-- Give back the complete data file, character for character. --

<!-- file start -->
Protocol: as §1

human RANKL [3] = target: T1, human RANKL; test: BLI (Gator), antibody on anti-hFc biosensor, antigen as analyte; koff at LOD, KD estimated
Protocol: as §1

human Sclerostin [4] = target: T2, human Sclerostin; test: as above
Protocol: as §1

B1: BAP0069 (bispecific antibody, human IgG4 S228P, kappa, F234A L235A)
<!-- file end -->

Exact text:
Protocol: as §1

human RANKL [3] = target: T1, human RANKL; test: BLI (Gator), antibody on anti-hFc biosensor, antigen as analyte; koff at LOD, KD estimated
Protocol: as §1

human Sclerostin [4] = target: T2, human Sclerostin; test: as above
Protocol: as §1

B1: BAP0069 (bispecific antibody, human IgG4 S228P, kappa, F234A L235A)